None of the following three covers with art by Paul Lehr really hits the mark. The painting on the cover of Hellstrom’s Hive (1982) is especially anemic; as far as I am concerned, it has very little of interest to say about Frank Herbert’s novel, the SF genre, Lehr’s chosen subject matter, or anything else other than, perhaps, the vain hope that slick technique alone would be enough to fulfil the brief. (Yes, I understand the idea here is that the viewer is supposed put together the visual clues to realize that the red barn, farm house, windrows of hay, etc., are actually located on a planet that is not earth, and that the tiny figures on the hill are not merely your typical human farmers but something more sinister; however, when such a simple idea is so blandly and schematically worked out, how can the viewer’s reaction be anything but boredom?) The fact that Lehr’s hypothetical hope turned out to be not so vain after all — the painting, obviously, was published — seems to me to have been less likely an endorsement of the painting as an effective cover illustration and more likely a tribute to Lehr’s long track record as a distinctive, reliable, and admired SF cover artist.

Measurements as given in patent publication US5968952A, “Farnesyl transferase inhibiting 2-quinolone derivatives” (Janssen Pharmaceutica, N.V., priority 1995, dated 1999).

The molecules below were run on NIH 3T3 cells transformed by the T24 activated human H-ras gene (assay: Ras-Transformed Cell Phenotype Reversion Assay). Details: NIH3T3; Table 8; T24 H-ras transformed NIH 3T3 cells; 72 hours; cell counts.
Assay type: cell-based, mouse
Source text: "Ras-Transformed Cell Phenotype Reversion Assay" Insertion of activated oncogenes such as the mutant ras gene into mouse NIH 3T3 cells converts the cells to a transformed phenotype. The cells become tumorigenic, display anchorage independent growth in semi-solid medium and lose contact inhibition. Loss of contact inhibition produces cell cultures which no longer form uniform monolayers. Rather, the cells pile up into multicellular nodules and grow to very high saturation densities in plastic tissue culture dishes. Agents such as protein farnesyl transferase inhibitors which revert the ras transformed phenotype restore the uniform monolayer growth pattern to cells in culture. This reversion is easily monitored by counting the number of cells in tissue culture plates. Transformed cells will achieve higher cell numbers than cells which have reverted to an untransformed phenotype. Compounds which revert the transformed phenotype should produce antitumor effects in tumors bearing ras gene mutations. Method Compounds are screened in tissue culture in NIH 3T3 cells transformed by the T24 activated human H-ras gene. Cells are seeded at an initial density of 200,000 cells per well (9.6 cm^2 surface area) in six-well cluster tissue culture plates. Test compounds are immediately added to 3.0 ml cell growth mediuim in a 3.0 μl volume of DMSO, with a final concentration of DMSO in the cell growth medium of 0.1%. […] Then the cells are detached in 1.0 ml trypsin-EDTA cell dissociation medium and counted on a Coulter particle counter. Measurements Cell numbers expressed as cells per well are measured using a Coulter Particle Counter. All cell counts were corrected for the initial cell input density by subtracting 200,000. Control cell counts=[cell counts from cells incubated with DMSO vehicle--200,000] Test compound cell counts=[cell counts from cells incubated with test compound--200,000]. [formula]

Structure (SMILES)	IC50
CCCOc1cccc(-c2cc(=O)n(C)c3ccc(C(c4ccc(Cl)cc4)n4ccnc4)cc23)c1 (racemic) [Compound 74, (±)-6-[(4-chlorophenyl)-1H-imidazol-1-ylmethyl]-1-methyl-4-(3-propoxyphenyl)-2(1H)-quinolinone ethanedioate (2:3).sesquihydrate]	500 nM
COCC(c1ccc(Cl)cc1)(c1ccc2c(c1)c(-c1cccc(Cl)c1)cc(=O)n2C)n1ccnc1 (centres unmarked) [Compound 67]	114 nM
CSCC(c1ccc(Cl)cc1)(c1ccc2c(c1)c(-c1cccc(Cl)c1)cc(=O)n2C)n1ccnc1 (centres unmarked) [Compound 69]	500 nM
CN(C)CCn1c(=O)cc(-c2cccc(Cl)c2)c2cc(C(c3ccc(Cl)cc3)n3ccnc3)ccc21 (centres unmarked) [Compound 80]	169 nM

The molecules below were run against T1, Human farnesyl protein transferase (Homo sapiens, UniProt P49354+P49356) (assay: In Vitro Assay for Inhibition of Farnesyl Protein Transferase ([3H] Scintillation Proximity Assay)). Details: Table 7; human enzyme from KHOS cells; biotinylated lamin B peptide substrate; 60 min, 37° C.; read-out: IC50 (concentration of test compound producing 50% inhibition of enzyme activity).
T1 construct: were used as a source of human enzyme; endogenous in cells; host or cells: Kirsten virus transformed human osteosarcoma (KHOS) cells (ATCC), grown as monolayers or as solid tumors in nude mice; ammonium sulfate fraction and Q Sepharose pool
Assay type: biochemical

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Click here to view all of the covers with art by Paul Lehr that I’ve posted so far.